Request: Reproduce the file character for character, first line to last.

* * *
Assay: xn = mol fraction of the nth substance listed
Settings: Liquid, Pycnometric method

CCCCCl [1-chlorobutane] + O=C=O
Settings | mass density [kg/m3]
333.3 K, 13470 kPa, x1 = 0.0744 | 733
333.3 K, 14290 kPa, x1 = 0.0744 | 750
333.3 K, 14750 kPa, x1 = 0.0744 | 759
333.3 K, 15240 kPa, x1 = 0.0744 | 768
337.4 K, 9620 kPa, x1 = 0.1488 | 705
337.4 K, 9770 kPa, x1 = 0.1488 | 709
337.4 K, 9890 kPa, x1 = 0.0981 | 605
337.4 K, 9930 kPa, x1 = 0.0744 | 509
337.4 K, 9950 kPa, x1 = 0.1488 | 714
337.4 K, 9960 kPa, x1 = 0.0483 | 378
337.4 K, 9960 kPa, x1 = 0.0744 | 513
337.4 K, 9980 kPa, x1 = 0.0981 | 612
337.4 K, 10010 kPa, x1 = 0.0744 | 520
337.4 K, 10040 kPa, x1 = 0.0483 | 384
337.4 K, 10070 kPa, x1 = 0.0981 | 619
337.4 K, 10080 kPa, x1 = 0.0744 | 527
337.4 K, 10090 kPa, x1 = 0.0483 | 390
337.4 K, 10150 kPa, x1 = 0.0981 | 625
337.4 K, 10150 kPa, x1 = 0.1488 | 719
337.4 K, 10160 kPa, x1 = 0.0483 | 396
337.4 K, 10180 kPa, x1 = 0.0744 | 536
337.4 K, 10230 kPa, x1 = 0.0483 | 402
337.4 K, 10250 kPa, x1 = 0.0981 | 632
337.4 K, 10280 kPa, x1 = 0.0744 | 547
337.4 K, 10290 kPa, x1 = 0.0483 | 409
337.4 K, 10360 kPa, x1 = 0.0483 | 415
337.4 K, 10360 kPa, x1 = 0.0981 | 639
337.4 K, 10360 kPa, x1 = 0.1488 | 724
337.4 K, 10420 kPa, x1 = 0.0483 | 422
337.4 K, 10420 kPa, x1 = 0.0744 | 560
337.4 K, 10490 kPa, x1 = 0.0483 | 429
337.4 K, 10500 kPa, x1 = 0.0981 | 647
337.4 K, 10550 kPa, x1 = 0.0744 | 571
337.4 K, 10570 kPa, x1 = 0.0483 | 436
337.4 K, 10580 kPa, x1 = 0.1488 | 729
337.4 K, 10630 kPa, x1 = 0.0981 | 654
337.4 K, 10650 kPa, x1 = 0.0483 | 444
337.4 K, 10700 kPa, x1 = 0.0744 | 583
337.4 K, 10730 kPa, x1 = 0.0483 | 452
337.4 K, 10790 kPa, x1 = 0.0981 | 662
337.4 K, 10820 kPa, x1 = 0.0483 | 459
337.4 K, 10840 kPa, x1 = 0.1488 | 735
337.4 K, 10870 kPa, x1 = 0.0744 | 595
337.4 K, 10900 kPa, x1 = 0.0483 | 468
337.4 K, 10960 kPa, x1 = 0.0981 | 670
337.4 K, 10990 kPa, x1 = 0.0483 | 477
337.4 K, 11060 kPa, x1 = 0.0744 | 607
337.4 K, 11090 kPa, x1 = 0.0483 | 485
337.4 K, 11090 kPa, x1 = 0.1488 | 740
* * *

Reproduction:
Assay: xn = mol fraction of the nth substance listed
Settings: Liquid, Pycnometric method

CCCCCl [1-chlorobutane] + O=C=O
Settings | mass density [kg/m3]
333.3 K, 13470 kPa, x1 = 0.0744 | 733
333.3 K, 14290 kPa, x1 = 0.0744 | 750
333.3 K, 14750 kPa, x1 = 0.0744 | 759
333.3 K, 15240 kPa, x1 = 0.0744 | 768
337.4 K, 9620 kPa, x1 = 0.1488 | 705
337.4 K, 9770 kPa, x1 = 0.1488 | 709
337.4 K, 9890 kPa, x1 = 0.0981 | 605
337.4 K, 9930 kPa, x1 = 0.0744 | 509
337.4 K, 9950 kPa, x1 = 0.1488 | 714
337.4 K, 9960 kPa, x1 = 0.0483 | 378
337.4 K, 9960 kPa, x1 = 0.0744 | 513
337.4 K, 9980 kPa, x1 = 0.0981 | 612
337.4 K, 10010 kPa, x1 = 0.0744 | 520
337.4 K, 10040 kPa, x1 = 0.0483 | 384
337.4 K, 10070 kPa, x1 = 0.0981 | 619
337.4 K, 10080 kPa, x1 = 0.0744 | 527
337.4 K, 10090 kPa, x1 = 0.0483 | 390
337.4 K, 10150 kPa, x1 = 0.0981 | 625
337.4 K, 10150 kPa, x1 = 0.1488 | 719
337.4 K, 10160 kPa, x1 = 0.0483 | 396
337.4 K, 10180 kPa, x1 = 0.0744 | 536
337.4 K, 10230 kPa, x1 = 0.0483 | 402
337.4 K, 10250 kPa, x1 = 0.0981 | 632
337.4 K, 10280 kPa, x1 = 0.0744 | 547
337.4 K, 10290 kPa, x1 = 0.0483 | 409
337.4 K, 10360 kPa, x1 = 0.0483 | 415
337.4 K, 10360 kPa, x1 = 0.0981 | 639
337.4 K, 10360 kPa, x1 = 0.1488 | 724
337.4 K, 10420 kPa, x1 = 0.0483 | 422
337.4 K, 10420 kPa, x1 = 0.0744 | 560
337.4 K, 10490 kPa, x1 = 0.0483 | 429
337.4 K, 10500 kPa, x1 = 0.0981 | 647
337.4 K, 10550 kPa, x1 = 0.0744 | 571
337.4 K, 10570 kPa, x1 = 0.0483 | 436
337.4 K, 10580 kPa, x1 = 0.1488 | 729
337.4 K, 10630 kPa, x1 = 0.0981 | 654
337.4 K, 10650 kPa, x1 = 0.0483 | 444
337.4 K, 10700 kPa, x1 = 0.0744 | 583
337.4 K, 10730 kPa, x1 = 0.0483 | 452
337.4 K, 10790 kPa, x1 = 0.0981 | 662
337.4 K, 10820 kPa, x1 = 0.0483 | 459
337.4 K, 10840 kPa, x1 = 0.1488 | 735
337.4 K, 10870 kPa, x1 = 0.0744 | 595
337.4 K, 10900 kPa, x1 = 0.0483 | 468
337.4 K, 10960 kPa, x1 = 0.0981 | 670
337.4 K, 10990 kPa, x1 = 0.0483 | 477
337.4 K, 11060 kPa, x1 = 0.0744 | 607
337.4 K, 11090 kPa, x1 = 0.0483 | 485
337.4 K, 11090 kPa, x1 = 0.1488 | 740